6. Now, in the early morning, having prepared clarified butter for the sake of Sthalipaka rites, and poured Sthalipaka oblations again and again, saying, "To the fire, svaha; to Anumati, svaha, to the divine Savitr, the creator of truth, svaha." Having made the offering, he then eats (the remnants of the food). Having eaten, he then offers to his wife (whatever is left). Having washed his hands, he fills up the water vessel and sprinkles her thrice with the water, saying, "Arise Visvavasu and find out another young woman, who is a wife and lives with her husband."
7. Then, he embraces her saying, "I am breath, and you are speech; you are speech, and I am breath; I am Saman, and you are Rik; I am the heaven, and you are the earth; come, let us be together so that I can give you my semen and we may have a male child.
8. Then he spreads her thighs apart, saying, "Spread yourselves apart like heaven and earth.” After establishing his member in her, and pressing his mouth against her, he strokes her three times in the direction of her hair, saying, “Let Vishnu prepare your womb, let Tvastr create the forms, let Prajapati impregnate you, let Dhatr place the seed in your womb. O Sinivali, place the fetus, place the seed O broad plaited one. Place the fetus, O Asvins who are crowned with lotus wreaths.
9. The flame that the Asvins brought forth with the friction of the two golden sticks, such a germ I invoke as the fetus for you for delivery in the tenth month. Just as the earth has the germ of fire in its womb, just as the sky has the germ of rains and the wind has the germ of directions, so do I place the germ in you, so and so. When she is ready to deliver, he sprinkles her with water, saying, just as the wind stirs a pond from all sides, so may your fetus stir and come out with the outer membrane. This is the handiwork of Indra. Let him come forth, O Indra, with the baby and the afterbirth.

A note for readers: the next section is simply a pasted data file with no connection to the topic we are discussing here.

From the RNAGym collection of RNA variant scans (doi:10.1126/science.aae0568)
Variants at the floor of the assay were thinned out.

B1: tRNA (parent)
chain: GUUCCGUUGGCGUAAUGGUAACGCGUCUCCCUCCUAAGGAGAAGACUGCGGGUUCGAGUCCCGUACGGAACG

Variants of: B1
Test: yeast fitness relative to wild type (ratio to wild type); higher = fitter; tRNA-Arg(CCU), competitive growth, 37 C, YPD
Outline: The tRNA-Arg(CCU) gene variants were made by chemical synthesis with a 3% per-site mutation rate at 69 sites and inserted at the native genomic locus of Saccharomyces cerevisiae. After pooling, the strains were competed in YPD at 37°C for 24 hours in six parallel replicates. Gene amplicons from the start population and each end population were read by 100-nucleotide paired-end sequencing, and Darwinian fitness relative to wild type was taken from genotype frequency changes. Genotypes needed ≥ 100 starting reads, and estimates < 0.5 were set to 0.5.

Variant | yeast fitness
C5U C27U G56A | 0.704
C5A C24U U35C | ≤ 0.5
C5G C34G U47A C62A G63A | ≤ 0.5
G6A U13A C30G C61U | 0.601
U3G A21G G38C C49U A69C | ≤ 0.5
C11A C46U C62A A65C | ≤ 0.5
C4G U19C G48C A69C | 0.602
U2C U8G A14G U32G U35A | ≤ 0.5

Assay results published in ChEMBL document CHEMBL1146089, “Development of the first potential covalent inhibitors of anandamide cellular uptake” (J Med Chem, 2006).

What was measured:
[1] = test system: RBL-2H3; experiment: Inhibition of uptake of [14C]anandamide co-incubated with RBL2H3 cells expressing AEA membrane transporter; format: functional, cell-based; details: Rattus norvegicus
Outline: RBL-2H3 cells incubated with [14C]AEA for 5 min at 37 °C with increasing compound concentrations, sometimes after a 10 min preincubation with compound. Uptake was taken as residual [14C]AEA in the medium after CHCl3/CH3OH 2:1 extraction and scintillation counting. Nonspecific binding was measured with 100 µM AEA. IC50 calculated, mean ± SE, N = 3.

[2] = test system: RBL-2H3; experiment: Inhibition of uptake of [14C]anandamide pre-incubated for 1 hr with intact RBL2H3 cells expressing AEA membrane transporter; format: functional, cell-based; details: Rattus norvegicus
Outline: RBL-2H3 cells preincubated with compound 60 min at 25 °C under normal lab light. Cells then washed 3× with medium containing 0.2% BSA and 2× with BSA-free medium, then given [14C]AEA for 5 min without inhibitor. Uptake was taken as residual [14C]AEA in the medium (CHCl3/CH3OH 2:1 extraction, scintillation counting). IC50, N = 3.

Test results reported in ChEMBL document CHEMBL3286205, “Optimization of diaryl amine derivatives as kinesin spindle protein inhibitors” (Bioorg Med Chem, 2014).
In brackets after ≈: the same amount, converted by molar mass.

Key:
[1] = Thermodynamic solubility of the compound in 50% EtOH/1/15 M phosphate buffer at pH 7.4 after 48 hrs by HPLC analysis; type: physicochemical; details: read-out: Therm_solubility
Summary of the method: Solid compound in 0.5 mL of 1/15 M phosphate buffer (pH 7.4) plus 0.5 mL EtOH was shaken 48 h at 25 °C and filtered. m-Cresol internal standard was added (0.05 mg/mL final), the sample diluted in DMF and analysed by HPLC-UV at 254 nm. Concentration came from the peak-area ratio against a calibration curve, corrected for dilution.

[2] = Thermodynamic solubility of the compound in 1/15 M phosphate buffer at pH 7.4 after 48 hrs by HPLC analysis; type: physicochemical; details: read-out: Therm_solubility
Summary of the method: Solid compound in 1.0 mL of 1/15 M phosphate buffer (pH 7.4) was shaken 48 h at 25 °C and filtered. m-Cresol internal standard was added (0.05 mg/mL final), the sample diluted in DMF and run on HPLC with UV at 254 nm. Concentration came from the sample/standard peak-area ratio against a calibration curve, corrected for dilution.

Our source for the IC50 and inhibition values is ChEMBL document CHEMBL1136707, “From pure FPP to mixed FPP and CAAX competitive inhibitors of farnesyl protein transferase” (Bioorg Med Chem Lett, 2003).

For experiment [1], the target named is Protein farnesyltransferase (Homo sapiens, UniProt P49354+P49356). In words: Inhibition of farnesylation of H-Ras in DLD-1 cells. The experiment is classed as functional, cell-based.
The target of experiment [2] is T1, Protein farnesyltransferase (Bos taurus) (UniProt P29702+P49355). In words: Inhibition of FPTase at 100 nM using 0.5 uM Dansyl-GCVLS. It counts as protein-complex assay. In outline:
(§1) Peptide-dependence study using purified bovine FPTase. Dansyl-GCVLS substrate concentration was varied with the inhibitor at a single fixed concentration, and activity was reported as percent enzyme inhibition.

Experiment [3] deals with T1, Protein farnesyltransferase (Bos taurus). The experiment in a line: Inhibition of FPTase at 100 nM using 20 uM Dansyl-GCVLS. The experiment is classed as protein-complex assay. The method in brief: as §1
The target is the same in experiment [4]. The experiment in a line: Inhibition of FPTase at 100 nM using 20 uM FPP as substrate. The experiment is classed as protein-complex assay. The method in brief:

Suggestions for Further Reading
- Vidya and Avidya in Brihadaranyaka Upanishad
- The Wisdom of the Isa Upanishad
- Isa Upanishad On The Importance Of Duty
- Jnana, Knowledge in Hinduism
- Wisdom of the Katha Upanishad
- Kena Upanishad on the Limits of Knowledge
- Self-knowledge Beyond the Mind
- Self-Realization, Atma Bodha, in Hinduism
- Sex and Spirituality in the Upanishads
- The Origin And Development Of Karma Doctrine In Hinduism
- The Wisdom of the Upanishads, Main Page
- Brahman, The Highest God Of Hinduism
- Essays on The Upanishads
- Upanishads and Their Philosophy - Links
- Introduction to the Upanishads of Hinduism
- Minor Upanishads
- Essays On Dharma
- Esoteric Mystic Hinduism
- Introduction to Hinduism
- Hindu Way of Life
- Essays On Karma
- Hindu Rites and Rituals
- The Origin of The Sanskrit Language
- Symbolism in Hinduism
- Essays on The Upanishads
- Concepts of Hinduism
- Essays on Atman
- Hindu Festivals
- Spiritual Practice
- Right Living
- Yoga of Sorrow
- Mental Health
- Concepts of Buddhism
- General Essays